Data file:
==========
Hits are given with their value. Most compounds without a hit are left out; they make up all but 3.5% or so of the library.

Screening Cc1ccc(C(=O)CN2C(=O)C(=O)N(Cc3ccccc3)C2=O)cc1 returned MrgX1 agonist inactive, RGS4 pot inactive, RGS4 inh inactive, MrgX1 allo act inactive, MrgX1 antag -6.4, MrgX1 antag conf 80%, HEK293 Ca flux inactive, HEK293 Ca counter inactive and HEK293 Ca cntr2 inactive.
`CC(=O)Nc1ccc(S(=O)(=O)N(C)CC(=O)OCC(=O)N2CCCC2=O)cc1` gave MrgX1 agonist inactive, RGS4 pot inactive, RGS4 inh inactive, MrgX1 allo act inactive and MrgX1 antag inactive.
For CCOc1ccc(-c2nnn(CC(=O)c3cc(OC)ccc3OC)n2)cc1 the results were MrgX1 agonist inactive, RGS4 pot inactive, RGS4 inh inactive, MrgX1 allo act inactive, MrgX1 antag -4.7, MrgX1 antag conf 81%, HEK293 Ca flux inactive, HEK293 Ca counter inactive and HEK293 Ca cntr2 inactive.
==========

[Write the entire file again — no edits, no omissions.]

Hits are given with their value. Most compounds without a hit are left out; they make up all but 3.5% or so of the library.

Screening Cc1ccc(C(=O)CN2C(=O)C(=O)N(Cc3ccccc3)C2=O)cc1 returned MrgX1 agonist inactive, RGS4 pot inactive, RGS4 inh inactive, MrgX1 allo act inactive, MrgX1 antag -6.4, MrgX1 antag conf 80%, HEK293 Ca flux inactive, HEK293 Ca counter inactive and HEK293 Ca cntr2 inactive.
`CC(=O)Nc1ccc(S(=O)(=O)N(C)CC(=O)OCC(=O)N2CCCC2=O)cc1` gave MrgX1 agonist inactive, RGS4 pot inactive, RGS4 inh inactive, MrgX1 allo act inactive and MrgX1 antag inactive.
For CCOc1ccc(-c2nnn(CC(=O)c3cc(OC)ccc3OC)n2)cc1 the results were MrgX1 agonist inactive, RGS4 pot inactive, RGS4 inh inactive, MrgX1 allo act inactive, MrgX1 antag -4.7, MrgX1 antag conf 81%, HEK293 Ca flux inactive, HEK293 Ca counter inactive and HEK293 Ca cntr2 inactive.